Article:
Notes on phasors in electrical engineering


PDF version: Notes on phasors in electrical engineering – Logan Thrasher Collins

  • Phasors are complex representations of sinusoidal (usually cosine) functions with constant angular frequency, amplitude, and initial phase. In electrical engineering, they are used to simplify circuit analysis differential equations to algebraic equations. A cosine function and its equivalent phasor are given below.

eq.1

fig.1

  • The phasor domain is constructed using the complex plane. The amplitude corresponds to the magnitude of a complex number, while the phase shift corresponds to the angle of the complex number with respect the real axis.
  • Using Euler’s formula, cosine functions are converted to exponential form. VA∠φ is shorthand for VAe.

eq.2

  • When adding sinusoids that possess the same frequency, their phasor representation is a sum of the component phasors.

eq.3

  • Using the 90° phase shift that comes from taking the derivative of a sinusoid, the following expression is obtained. As such, multiplying a phasor by jω is equivalent to differentiating the corresponding sinusoid.

eq.4

  • Phasors are converted into complex numbers using their geometry. For instance, consider a phasor 5∠30°. The corresponding complex number is 5cos(30°) + 5sin(30°)j = 4.33 + 2.5j.
  • Phasors can be applied to circuit analysis when the voltage or current sources take on sinusoidal waveforms.
  • Kirchhoff’s voltage law and current law applies to phasor voltages and phasor currents.
  • Impedance is a generalization of resistance. As such, all passive circuit elements are treated as resistors (except that the given element’s impedance is used rather than resistance). The impedances of resistors, capacitors, and inductors are given below. Impedance is a complex quantity with units of ohms.

eq.5

  • An analogous version of Ohm’s law is true for impedance.

eq.6

fig.2

  • As a result of the equations for impedance, frequency influences the passive circuit elements (resistors, capacitors, and inductors) in distinct ways. The relationship between the magnitude of the impedance and the frequency are plotted at right.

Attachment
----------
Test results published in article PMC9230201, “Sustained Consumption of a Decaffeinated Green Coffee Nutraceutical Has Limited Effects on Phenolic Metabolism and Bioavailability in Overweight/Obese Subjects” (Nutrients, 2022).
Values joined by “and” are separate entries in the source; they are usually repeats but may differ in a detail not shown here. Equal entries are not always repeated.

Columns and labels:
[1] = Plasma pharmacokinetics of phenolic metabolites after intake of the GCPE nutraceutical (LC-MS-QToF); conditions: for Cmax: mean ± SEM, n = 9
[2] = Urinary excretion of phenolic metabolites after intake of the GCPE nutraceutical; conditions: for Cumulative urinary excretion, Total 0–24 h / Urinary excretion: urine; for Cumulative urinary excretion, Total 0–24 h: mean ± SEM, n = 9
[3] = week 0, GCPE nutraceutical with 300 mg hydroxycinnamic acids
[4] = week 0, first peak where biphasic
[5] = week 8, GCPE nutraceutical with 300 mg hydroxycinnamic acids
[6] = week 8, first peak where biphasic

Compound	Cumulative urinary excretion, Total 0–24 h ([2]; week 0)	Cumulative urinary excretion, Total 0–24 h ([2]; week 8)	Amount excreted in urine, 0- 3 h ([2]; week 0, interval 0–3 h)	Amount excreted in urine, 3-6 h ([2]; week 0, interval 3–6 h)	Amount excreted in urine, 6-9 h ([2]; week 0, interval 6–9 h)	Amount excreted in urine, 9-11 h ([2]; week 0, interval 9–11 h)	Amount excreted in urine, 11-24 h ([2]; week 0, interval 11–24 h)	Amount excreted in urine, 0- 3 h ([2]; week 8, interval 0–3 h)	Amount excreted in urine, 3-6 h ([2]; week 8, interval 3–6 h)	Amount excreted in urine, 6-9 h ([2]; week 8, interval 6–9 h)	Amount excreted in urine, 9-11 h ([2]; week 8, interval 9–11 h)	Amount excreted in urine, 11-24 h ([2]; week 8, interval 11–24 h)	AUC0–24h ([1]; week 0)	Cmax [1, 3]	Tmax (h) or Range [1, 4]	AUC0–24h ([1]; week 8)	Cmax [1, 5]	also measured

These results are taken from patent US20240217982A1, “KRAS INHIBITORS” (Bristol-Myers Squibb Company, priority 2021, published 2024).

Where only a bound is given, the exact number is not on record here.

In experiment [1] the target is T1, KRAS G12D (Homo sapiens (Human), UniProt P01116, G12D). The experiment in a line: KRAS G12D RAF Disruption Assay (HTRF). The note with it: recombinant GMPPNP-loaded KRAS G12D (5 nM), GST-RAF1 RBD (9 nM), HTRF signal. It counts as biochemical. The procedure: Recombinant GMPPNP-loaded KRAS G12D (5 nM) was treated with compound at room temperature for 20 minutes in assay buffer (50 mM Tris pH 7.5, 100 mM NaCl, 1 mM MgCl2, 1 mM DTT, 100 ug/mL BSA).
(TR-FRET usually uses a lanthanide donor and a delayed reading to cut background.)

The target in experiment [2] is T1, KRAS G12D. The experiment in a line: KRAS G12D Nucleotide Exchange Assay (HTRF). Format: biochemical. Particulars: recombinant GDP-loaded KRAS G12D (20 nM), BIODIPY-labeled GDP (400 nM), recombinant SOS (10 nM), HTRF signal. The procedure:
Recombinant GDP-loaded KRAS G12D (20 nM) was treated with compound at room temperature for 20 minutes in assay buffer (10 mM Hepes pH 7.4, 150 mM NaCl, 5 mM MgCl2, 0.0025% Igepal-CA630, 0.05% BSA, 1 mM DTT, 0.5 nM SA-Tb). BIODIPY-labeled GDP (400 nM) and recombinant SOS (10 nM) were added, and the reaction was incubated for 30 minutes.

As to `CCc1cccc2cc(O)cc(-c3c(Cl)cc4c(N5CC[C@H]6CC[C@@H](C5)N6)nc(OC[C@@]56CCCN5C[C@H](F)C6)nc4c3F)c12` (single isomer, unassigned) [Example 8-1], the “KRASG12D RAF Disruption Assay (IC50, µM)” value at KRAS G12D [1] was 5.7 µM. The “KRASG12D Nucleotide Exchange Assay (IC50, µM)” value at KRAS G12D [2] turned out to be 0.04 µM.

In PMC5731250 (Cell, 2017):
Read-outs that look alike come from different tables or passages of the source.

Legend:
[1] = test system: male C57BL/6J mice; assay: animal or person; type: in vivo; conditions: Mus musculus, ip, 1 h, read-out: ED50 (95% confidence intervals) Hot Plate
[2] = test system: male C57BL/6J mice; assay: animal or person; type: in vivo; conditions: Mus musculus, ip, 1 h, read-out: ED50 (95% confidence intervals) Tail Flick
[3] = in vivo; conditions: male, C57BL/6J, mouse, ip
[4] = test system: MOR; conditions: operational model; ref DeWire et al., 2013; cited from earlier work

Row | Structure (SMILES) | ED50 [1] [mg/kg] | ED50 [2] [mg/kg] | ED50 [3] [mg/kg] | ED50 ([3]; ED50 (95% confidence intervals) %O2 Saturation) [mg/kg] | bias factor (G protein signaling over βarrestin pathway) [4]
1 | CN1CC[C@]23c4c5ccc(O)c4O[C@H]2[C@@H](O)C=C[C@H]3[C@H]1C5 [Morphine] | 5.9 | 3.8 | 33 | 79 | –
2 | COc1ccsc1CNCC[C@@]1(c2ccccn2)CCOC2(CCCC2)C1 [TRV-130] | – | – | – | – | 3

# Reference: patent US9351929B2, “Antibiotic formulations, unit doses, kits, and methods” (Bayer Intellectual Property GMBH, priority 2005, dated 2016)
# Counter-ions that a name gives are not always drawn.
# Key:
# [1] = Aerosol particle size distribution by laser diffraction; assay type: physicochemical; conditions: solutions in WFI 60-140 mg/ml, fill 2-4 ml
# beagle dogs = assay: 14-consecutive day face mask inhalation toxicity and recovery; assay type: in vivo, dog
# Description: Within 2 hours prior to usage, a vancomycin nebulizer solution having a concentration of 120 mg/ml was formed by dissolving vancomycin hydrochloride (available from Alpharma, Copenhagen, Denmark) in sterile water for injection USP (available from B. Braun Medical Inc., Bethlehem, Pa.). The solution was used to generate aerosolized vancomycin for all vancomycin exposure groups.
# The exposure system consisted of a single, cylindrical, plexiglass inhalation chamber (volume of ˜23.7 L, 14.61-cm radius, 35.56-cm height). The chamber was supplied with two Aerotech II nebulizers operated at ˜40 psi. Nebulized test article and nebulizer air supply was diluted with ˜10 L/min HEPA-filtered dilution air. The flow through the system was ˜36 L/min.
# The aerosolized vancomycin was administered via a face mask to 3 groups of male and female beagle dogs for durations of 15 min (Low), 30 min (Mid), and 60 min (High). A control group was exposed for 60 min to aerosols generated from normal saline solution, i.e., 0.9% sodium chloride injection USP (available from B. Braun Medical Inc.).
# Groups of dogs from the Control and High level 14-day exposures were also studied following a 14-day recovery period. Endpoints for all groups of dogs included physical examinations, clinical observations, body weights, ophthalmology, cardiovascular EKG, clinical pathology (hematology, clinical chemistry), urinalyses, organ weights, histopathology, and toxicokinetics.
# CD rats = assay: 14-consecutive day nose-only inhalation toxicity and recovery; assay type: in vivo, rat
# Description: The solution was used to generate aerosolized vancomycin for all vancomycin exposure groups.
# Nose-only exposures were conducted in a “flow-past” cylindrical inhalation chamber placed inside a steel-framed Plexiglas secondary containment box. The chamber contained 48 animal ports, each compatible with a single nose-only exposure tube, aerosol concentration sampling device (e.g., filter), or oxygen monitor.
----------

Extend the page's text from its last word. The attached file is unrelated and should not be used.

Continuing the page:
• To carry out phasor analysis on a circuit, the following steps are performed.
    1. Convert sinusoidal voltage and current sources into the phasor domain and characterize passive current elements via their impedances.
    2. Use standard algebraic circuit analysis techniques (i.e. KCL, KVL, source transformations, etc.) to solve the circuit in terms of its phasor domain quantities.
    3. Transform the phasor domain responses back into their corresponding time domain responses to obtain the waveforms across each circuit element.
  • Impedances possess series equivalence. The real part of Z is called the resistance and the imaginary part is called the reactance. If the imaginary part X is negative, it is called a capacitive reactance. If the imaginary part X is positive, it is called an inductive reactance.

eq.7

  • Voltage division is carried out in the phasor domain using the following equation.

eq.8

  • Impedances possess parallel equivalence and can be written in terms of the admittance Y = 1/Z. Admittance has units of siemens (S). The real part of Y is called the conductance G and the imaginary part is called the susceptance B.

eq.9

  • Current division is carried out in the phasor domain using the following equation.

eq.10

 

Reference and source of images: Thomas, R. E., Rosa, A. J., & Toussaint, G. J. (2016). The Analysis and Design of Linear Circuits (8th ed.). Wiley.

 

 

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